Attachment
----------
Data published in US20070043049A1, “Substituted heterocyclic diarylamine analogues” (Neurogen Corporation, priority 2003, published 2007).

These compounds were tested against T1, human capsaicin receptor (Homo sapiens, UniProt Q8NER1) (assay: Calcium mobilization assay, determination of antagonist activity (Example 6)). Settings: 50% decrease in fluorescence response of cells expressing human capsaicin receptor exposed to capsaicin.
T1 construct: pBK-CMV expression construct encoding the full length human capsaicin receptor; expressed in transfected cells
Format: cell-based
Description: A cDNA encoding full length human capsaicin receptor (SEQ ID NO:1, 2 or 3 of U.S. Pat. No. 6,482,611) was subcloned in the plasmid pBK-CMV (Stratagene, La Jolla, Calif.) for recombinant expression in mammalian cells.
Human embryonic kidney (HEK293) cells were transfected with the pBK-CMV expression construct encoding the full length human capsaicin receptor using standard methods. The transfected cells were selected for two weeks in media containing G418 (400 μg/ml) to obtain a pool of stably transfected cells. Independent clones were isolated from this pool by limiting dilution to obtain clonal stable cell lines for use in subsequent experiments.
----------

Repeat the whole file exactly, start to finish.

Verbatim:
Data published in US20070043049A1, “Substituted heterocyclic diarylamine analogues” (Neurogen Corporation, priority 2003, published 2007).

These compounds were tested against T1, human capsaicin receptor (Homo sapiens, UniProt Q8NER1) (assay: Calcium mobilization assay, determination of antagonist activity (Example 6)). Settings: 50% decrease in fluorescence response of cells expressing human capsaicin receptor exposed to capsaicin.
T1 construct: pBK-CMV expression construct encoding the full length human capsaicin receptor; expressed in transfected cells
Format: cell-based
Description: A cDNA encoding full length human capsaicin receptor (SEQ ID NO:1, 2 or 3 of U.S. Pat. No. 6,482,611) was subcloned in the plasmid pBK-CMV (Stratagene, La Jolla, Calif.) for recombinant expression in mammalian cells.
Human embryonic kidney (HEK293) cells were transfected with the pBK-CMV expression construct encoding the full length human capsaicin receptor using standard methods. The transfected cells were selected for two weeks in media containing G418 (400 μg/ml) to obtain a pool of stably transfected cells. Independent clones were isolated from this pool by limiting dilution to obtain clonal stable cell lines for use in subsequent experiments.